An adolescent boy stands on a downtown street corner. The white tip of a pocket peeks out below the frayed fabric of his cut-off jean shorts. A white t-shirt clings to his thin chest. A baseball cap sits cockeyed on his head. He quietly hums a song, familiar but odd in this setting. Then the boy sings a few lines. Above the noise of exiting traffic, if close enough, one can hear the words. “Amazing grace how sweet the sound …”
A car pulls up to the boy, and the driver rolls down a window. A quick exchange of words then the window goes back up and the car pulls away. The boy sings the familiar words once more.
A beautiful, dark luxury car also pulls over at the boy’s street corner. The window goes down and a conversation ensues. This time the boy grabs the handle, opens the door, and plops down in the leather seat.
The driver reaches a hand over and squeezes the boy’s thigh. He says, “How much?”
I’m recounting a story found in Close Enough to Hear God Breathe by Greg Paul. It’s found in the chapter about the redemption of what others might label irredeemable, one titled “Plastic Pop Bottles.”
As Greg enumerated the people in Scripture that God redeemed—“the crook” who “spawned a brood of vicious, petty lunkheads who sell their younger brother, Joseph, into slavery out of mere spite;” “David (a murderer and adulterer);” Solomon the lustful; the arrogant religious leaders; tax collectors; sinners; etc.—a deep sadness descended on me, a soul heaviness.
To be honest, I was beyond tired when I read that chapter, so I was primed for melancholy. And it arrived without any resistance on my part.
But the moment chiseled a known truth deeper into my heart. I know people are bad. I know, left on my own, I’m rotten to the core. But as I read the list of failures in Scripture, people God loved in spite of themselves, I held a sense of despair in my heart (and I’m not the despairing kind, not typically).
Now I know there’s good news in that bad reality. God loves us. He knows all the rot in our souls and He still delights in us. This is truly good news.
But here’s where I feel a sense of despair. No matter what Herculean efforts we attempt to change our world for the better, there will still be adolescent boys standing on big city street corners or preteen girls trapped in pornography or starving African children or terrorist acts or killed-by-a-drunk-driver stories or cancer or …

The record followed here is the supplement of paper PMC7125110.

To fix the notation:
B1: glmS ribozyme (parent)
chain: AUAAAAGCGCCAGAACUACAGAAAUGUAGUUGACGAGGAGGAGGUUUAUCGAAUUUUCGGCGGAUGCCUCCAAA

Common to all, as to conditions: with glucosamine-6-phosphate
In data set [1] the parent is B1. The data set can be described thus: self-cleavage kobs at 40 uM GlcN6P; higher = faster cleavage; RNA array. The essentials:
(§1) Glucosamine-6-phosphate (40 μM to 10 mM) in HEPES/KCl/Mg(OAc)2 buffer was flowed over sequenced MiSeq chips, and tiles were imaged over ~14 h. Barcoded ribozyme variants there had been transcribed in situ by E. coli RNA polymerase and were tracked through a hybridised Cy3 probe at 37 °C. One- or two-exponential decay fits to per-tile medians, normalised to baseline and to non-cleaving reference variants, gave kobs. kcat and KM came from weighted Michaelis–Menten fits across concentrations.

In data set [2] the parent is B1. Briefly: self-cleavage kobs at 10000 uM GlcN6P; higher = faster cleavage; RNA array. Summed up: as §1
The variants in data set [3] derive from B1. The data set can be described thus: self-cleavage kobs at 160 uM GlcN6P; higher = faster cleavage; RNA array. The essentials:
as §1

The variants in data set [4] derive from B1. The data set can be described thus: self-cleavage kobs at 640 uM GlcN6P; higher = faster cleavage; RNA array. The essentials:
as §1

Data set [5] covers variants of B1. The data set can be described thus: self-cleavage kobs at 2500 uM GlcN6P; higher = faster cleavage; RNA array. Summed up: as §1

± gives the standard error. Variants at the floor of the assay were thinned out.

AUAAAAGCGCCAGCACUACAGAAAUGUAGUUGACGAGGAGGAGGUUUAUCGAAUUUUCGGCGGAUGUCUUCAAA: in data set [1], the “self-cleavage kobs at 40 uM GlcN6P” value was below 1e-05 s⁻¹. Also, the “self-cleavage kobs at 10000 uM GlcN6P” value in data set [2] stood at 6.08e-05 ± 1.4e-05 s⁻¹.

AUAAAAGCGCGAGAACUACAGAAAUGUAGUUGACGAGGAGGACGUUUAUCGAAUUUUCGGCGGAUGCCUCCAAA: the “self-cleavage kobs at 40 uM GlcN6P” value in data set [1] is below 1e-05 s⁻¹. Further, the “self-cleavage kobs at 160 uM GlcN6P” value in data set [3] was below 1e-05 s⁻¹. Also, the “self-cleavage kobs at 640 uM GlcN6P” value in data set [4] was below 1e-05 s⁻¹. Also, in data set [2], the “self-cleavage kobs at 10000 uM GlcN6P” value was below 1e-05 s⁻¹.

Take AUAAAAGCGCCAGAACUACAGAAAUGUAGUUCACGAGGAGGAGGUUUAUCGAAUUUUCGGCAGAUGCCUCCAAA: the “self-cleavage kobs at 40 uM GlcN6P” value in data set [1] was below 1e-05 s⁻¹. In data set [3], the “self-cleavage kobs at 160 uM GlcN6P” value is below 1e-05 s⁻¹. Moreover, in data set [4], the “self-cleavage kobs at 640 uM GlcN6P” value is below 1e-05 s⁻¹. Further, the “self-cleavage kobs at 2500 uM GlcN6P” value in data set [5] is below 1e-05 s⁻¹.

I want this post’s first four paragraphs to be only a story, a piece of fabricated fiction, but I know it’s a reality. That scene or something similar got played out on a Toronto street corner in the summer of 1988. It happened. It happens.
How does my faith in Christ inform my response to “it happens”?
I can’t close my eyes. I see the ads for a Jamaican getaway. Beautiful, pristine waters, swaying palm trees, smiling people, lively music. But the island paradise is also a mission target because of the abject poverty a street or two over from the resorts. Those who market tourism want me to close my eyes to the shacks and shanties. They want to airbrush my perceptions and color over the ugly. But Jesus? He wants to walk among the slums and elevate impoverished souls. He wants to do that through His people, people like you and me. I must keep my eyes open to those opportunities to make a difference.
I can’t close my heart. When those ugly places appear, they may repulse me (kind of like poopy diapers; gag). My emotional gag response makes my heart compress. In all honesty, I don’t want to hurt and, seeing others hurt, I hurt. I can numb the pain through a number of addictive behaviors. My current escapist behavior leans toward use-little-thought computer games. That’s more acceptable than some of my past addictive choices (like pornography), but it still serves to distract my heart from hurt. Chapters like “Plastic Pop Bottles” awaken my heart and invite me to join God in redemption.
I can pray. Prayer opens eyes and hearts to see God and to see as God sees. It’s the first active step I can take to make a difference. I have a basketball-playing friend who has shown up a couple of times with the strong smell of alcohol on his breath. We play at 6:30 AM. Who has alcohol on their breath at 6:30 in the morning? My friend for one. My first response hasn’t been to ignore that reality. I pray for him. I don’t know what problems plague my friend. I don’t know the depth of his pain. But God does.
I can take prayerful action. To be effective, prayer needs to be coupled with action. John Maxwell says, “People don’t care how much you know until they know how much you care.” How do people know I care? By visible actions. They see what I do. They hear what I say.
Questions: Where does God’s leading take you in a hurting world? What outreach ministry would you like to highlight and make others aware of?
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